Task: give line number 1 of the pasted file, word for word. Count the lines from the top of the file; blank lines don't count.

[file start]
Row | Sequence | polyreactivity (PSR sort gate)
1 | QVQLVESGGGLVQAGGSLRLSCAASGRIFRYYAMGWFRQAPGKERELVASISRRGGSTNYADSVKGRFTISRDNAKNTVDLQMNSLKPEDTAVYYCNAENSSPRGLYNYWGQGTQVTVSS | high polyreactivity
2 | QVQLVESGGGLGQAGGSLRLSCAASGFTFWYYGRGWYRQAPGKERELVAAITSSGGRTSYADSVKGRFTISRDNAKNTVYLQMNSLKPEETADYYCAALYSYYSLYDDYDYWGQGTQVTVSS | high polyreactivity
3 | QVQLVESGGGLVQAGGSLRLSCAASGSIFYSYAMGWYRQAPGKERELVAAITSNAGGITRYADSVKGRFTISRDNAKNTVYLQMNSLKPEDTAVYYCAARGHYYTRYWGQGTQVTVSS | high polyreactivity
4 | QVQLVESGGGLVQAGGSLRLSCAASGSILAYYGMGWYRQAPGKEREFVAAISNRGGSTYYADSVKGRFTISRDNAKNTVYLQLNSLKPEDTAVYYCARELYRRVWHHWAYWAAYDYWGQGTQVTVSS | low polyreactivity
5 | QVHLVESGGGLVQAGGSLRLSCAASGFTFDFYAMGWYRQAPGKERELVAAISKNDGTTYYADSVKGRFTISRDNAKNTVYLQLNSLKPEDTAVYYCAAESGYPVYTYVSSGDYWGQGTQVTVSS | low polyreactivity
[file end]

Row | Sequence | polyreactivity (PSR sort gate)